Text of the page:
This Test Guideline (TG) provides an in vitro procedure (the ARE-Nrf2 luciferase test method) used for supporting the discrimination between skin sensitisers and non-sensitisers in accordance with the UN GHS.

    The second key event on the adverse outcome pathway leading to skin sensitisation takes place in the keratinocytes and includes inflammatory responses as well as gene expression associated with specific cell signalling pathways such as the antioxidant/electrophile response element (ARE)-dependent pathways. The test method described in this Test Guideline (ARE-Nrf2 luciferase test method) is proposed to address this second key event. The cell line contains the luciferase gene under the transcriptional control of a constitutive promoter fused with an ARE element from a gene that is known to be up-regulated by contact sensitisers. The luciferase signal reflects the activation by sensitisers of endogenous Nrf2 dependent genes. This allows quantitative measurement (by luminescence detection) of luciferase gene induction, using well established light producing luciferase substrates, as an indicator of the activity of the Nrf2 transcription factor in cells following exposure to electrophilic test substances.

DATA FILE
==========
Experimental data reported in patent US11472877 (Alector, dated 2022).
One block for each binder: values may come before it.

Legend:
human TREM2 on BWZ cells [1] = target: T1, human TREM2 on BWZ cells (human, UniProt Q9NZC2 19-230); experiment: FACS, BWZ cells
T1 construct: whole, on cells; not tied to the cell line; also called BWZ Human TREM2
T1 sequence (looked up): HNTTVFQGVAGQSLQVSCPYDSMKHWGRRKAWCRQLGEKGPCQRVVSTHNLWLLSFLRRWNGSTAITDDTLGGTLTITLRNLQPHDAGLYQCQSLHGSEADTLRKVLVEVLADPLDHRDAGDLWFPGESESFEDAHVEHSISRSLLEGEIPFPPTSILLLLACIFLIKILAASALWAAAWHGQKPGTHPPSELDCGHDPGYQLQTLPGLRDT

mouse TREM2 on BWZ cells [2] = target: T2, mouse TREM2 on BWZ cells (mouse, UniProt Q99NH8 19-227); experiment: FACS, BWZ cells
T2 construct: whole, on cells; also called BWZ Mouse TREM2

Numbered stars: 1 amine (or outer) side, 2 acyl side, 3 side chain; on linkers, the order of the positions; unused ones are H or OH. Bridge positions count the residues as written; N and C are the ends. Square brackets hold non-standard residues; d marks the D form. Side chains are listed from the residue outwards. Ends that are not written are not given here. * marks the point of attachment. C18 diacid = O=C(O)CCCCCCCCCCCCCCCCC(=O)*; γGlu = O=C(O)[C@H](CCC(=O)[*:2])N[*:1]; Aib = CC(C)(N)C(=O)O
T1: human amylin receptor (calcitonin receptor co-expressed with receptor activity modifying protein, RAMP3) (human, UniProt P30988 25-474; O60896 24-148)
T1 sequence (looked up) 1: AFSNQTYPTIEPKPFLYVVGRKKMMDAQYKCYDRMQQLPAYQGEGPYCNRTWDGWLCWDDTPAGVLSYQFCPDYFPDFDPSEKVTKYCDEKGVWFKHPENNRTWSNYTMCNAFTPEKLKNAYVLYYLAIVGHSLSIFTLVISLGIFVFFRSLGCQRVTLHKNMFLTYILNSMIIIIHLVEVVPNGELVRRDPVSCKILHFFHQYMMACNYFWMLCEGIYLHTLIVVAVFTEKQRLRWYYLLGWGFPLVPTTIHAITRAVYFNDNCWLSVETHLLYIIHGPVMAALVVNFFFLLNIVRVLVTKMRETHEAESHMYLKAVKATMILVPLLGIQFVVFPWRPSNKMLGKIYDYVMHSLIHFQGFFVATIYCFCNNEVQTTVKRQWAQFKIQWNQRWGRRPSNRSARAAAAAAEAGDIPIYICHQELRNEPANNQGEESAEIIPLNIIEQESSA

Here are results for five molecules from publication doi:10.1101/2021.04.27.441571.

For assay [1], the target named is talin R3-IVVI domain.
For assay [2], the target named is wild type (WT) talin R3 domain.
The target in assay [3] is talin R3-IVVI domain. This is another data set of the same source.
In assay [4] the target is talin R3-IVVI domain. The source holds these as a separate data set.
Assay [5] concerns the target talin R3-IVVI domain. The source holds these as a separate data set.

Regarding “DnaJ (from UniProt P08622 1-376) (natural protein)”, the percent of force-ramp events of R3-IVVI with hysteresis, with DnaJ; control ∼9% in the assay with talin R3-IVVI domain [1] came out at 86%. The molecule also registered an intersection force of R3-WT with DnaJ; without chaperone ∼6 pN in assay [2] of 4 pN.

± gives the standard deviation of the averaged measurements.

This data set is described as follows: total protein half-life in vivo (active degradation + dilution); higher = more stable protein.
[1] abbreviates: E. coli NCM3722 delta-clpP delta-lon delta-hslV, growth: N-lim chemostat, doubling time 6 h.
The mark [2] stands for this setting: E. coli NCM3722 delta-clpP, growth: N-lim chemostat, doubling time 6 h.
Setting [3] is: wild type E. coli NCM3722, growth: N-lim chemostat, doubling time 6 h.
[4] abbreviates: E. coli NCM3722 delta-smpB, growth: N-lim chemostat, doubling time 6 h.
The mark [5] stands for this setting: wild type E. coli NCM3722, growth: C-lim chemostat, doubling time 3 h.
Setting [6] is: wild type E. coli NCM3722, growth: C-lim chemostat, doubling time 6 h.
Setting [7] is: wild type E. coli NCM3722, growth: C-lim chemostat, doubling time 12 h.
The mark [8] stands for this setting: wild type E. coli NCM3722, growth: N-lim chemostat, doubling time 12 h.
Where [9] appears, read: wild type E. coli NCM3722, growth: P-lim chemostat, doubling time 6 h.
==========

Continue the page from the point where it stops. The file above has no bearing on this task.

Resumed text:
Currently, the only in vitro ARE-Nrf2 luciferase test method covered by this Test Guideline is the KeratinoSensTM test method. Performance standards have been developed to enable the validation of similar test methods.

  • 5-February-2015

    English